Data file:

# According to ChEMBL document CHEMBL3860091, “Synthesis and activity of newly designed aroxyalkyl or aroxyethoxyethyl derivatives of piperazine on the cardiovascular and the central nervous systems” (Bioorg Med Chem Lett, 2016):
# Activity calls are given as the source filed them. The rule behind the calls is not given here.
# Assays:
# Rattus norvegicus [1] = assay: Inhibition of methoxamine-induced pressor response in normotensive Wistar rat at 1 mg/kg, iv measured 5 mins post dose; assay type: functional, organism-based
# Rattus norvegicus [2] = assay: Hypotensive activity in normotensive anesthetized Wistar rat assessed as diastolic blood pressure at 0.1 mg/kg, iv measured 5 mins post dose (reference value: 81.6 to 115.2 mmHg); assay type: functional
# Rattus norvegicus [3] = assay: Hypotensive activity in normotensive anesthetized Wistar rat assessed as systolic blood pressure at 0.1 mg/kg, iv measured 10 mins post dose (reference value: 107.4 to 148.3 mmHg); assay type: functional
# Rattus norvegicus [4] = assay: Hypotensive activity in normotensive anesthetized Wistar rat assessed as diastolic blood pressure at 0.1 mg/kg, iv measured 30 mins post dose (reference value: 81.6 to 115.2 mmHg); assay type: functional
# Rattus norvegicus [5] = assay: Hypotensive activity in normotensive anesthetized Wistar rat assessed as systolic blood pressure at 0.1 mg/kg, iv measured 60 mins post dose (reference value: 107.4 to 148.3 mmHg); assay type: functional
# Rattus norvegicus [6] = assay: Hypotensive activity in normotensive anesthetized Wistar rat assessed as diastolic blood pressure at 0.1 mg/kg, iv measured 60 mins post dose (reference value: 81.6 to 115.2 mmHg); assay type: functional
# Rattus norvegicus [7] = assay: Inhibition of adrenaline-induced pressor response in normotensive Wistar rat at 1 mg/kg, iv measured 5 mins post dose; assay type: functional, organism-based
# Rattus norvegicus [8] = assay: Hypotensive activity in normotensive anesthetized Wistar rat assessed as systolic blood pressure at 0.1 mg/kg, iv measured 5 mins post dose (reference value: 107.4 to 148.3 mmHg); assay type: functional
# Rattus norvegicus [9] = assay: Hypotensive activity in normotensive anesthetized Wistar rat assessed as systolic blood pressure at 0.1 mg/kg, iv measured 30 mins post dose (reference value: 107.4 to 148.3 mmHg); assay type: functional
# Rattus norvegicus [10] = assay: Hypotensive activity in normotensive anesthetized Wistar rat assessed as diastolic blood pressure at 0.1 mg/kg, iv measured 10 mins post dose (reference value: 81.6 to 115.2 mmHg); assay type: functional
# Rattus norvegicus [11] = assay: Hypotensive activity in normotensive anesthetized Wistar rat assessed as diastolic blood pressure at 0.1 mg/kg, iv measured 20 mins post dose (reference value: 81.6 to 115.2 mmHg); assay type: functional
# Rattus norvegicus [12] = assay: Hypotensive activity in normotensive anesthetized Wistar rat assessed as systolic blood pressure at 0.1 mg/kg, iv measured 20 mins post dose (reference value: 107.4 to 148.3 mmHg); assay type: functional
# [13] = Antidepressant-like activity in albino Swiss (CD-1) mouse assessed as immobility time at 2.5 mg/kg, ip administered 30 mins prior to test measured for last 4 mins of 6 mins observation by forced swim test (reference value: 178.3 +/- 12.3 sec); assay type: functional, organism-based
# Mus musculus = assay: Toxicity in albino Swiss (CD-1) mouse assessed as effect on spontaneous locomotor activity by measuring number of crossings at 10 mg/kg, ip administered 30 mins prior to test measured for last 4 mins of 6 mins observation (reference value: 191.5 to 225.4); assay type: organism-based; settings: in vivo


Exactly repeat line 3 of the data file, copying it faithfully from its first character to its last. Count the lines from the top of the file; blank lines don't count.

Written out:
# Assays: